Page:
As a type, the INTP’s core personality strengths center around their dominant Ti and auxiliary Ne. These two functions, in this particular order of preference, engenders a highly introspective and analytical mind that draws from the external world, a breadth of inspiring novelties, possibilities and meanings. Here is a look at 7 personality strengths associated with being an INTP.
1. Strong Critical Thinker.
As independent thinkers, INTPs do not subscribe to “groupthink” and rely heavily on their own assessments and determinations to guide them. INTPs not only seek to know facts but to also understand the logic and underlying concepts that qualify them as such. They are naturally skeptical and tend to have a higher concern and awareness for what constitutes adequate or inadequate proof. Furthermore, INTPs are good at detecting logical inconsistency and noticing when something doesn’t add up or “smell right” even if they cannot right away put their finger on it. Even upon reaching a conclusion, INTPs remain open to revision in the event that better information and insight becomes available.
2. Not Threatened By Criticism.
INTPs, along with the other Rational types, are noted for their ability to handle most criticisms without feeling hurt or taking things personally. INTPs are good at keeping their personal feelings separate from their objective reasoning. The INTP tends to focus on the validity of a criticism or claim first and foremost. They wlll then respond by either ignoring it, taking it into consideration or disputing it for reasons X, Y, and Z. Only under stress does INTP become somewhat touchy and defensive on account of their inferior Fe (Extraverted Feeling). When their dominant Introverted Thinking fails them in some way, inferior Fe can rise up to protect INTP’s Ti hero.
3. Creative Imagineer.
INTPs possess an active imagination and an ability to think way outside the box to devise ideas and solutions that are innovative in nature. When INTPs apply their engineering mind to tackle tough problems, the solutions they propose are likely to be unorthodox, but ingenious. INTPs actively avoid following conventional approaches when they have an opportunity to try something that hasn’t been done before. To others, INTP’s ideas and aims can often seem untenable, impossible or unrealistic until INTP successfully does it and subsequently converts those short-sighted critics into true believers.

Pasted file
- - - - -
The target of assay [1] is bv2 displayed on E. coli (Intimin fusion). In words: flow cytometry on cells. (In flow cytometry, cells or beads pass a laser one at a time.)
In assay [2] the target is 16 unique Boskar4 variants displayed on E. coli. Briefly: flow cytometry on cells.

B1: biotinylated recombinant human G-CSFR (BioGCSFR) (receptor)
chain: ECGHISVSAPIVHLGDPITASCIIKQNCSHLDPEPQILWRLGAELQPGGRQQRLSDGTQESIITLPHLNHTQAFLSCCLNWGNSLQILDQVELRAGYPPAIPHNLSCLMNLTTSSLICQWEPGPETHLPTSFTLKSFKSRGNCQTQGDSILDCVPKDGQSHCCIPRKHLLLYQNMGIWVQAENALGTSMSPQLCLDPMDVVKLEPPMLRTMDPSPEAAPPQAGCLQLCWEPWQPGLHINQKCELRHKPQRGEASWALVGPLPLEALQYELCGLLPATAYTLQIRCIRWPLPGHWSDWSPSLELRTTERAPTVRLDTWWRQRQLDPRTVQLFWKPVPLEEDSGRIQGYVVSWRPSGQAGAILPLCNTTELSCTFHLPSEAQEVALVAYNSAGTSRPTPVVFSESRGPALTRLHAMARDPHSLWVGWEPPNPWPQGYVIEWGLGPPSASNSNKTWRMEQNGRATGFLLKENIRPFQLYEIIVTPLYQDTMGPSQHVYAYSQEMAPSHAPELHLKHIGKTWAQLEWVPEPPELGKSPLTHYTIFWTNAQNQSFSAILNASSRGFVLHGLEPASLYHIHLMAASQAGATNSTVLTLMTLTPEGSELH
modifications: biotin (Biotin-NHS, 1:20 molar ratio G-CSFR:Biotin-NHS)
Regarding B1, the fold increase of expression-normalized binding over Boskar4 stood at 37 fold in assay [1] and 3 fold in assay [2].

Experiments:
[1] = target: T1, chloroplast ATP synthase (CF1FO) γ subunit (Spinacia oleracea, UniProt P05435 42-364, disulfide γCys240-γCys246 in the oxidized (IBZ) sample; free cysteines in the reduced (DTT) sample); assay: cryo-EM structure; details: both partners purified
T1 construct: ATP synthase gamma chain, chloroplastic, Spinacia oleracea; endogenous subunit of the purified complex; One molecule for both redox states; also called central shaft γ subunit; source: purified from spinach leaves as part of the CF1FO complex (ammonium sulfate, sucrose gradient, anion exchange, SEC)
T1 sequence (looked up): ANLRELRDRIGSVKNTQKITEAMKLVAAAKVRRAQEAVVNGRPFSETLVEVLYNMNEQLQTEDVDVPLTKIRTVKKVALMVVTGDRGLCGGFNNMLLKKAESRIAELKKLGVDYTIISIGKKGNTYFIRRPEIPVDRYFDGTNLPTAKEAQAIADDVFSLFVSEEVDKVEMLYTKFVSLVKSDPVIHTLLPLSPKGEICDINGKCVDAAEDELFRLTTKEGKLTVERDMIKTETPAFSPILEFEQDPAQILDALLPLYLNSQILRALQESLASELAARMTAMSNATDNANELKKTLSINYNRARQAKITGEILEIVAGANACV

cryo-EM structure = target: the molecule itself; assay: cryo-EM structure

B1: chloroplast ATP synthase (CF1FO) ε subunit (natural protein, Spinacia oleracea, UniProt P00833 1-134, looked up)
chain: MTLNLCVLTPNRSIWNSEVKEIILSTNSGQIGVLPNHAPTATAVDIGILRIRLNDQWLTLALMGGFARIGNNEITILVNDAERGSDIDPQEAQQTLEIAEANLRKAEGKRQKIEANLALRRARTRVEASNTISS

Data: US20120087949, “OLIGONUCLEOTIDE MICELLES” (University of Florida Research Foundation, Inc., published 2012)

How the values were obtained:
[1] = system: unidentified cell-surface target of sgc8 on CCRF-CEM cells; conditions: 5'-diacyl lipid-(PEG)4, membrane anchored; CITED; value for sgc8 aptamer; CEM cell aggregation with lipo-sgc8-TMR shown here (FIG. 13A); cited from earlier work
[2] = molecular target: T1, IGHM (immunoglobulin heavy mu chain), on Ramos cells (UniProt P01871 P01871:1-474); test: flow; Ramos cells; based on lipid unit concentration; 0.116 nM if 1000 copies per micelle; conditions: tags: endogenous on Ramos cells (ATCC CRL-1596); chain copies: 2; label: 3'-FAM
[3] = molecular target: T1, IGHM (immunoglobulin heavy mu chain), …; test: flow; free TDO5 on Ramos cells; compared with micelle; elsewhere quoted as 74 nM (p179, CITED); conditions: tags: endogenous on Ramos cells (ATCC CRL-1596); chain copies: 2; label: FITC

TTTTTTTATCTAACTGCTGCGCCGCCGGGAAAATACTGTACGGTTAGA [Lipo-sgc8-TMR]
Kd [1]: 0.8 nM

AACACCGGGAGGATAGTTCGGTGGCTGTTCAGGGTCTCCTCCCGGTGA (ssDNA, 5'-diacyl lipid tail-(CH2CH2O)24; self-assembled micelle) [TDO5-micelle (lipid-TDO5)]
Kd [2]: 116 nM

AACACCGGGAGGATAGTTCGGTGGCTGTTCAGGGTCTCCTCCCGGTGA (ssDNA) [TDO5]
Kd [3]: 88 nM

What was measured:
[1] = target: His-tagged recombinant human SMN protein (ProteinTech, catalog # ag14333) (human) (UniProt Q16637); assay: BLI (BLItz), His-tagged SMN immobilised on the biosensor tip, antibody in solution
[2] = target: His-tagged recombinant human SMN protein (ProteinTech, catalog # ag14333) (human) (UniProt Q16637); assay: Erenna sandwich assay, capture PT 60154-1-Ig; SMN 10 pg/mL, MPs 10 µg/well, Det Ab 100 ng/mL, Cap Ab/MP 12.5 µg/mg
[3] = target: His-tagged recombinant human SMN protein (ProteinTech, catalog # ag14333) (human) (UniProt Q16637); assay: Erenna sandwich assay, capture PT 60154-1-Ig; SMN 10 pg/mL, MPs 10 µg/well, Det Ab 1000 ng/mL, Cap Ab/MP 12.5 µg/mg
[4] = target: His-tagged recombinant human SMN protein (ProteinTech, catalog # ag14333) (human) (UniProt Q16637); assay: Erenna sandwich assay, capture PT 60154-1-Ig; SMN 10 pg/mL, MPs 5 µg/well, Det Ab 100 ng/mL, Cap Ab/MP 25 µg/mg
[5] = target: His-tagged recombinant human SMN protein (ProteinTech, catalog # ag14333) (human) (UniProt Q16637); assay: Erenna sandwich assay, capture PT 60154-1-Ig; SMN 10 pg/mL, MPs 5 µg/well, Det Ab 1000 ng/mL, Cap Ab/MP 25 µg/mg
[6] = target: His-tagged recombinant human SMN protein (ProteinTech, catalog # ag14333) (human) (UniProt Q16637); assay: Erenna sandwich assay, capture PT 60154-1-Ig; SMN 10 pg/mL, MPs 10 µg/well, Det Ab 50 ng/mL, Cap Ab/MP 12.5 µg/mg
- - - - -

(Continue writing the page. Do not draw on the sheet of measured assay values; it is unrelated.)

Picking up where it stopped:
4. Open Minded.
INTP is a type less likely than others to display dogmatic beliefs. They are open to possibilities and when it comes to people, INTPs are rather tolerant and non-judgmental. They judge people more for their ideas and beliefs but will also respect other people’s right to their perspective. INTPs like to duke things out in the arena of debate but if they are proven wrong, then so much the better. INTPs can sometimes get branded as “know-it-alls” but in truth or at least among non-arrogant INTPs, they would never profess to have all the answers. They have a genuine interest in acquiring better, more accurate understanding and so they have no issue with considering alternative perspectives and correcting themselves when they are found in error.
5. Very Independent.
Ti-doms like the INTP strive for autonomy and seek to be self-reliant and self-sufficient in most aspects of their lives. INTP can be so independent in fact, that people, especially loved ones, can feel they are being alienated by them. INTPs are very big on thinking for themselves and making their own decisions. Although they value the support and feedback of people they trust and care about, INTPs will largely look to themselves to solve their own problems. Furthermore, as an original thinker, INTPs are not inclined to follow the herd or succumb to the pressure to conform with their peers. They have their own agenda and interests and are willing to go against the grain and move in a different direction from everyone else..
6. Pattern Detector.
The INTP is an intuitive logician with a special knack for uncovering the tree of logic that connects everything. Thanks to their “big picture” perspective and breadth of considerations, INTPs can make clever associative leaps between seemingly unrelated subject matter. This ability allows them to spot patterns and identify correlations between objects and ideas. As an analytically driven type, INTPs take pleasure in the exercise of “connecting the dots” and sussing out whatever noteworthy nuggets of insight they can. An example of this would be the work of Charles Darwin and the patterns he observed in the animal kingdom that led to the formation of his theory of evolution.
7. Truthful and Objective.
INTPs are, on the whole, very honest and straightforward. Truth and meaning are very important concepts to the INTP. As a type who strives to acquire accurate insight and understanding about the world, the idea of being deceptive and dishonest runs counter to their principles. Although it is typically not their intention to be mean or hurtful, INTP’s honesty can sometimes offend others. Fortunately, INTPs are fairly considerate and careful about using the best or most accurate words to convey their point. Driven by a desire for correctness of meaning and accurate word choice, INTPs can be at times, annoying sticklers for logical accuracy, often spot-correcting others for their errors in logic and speech.
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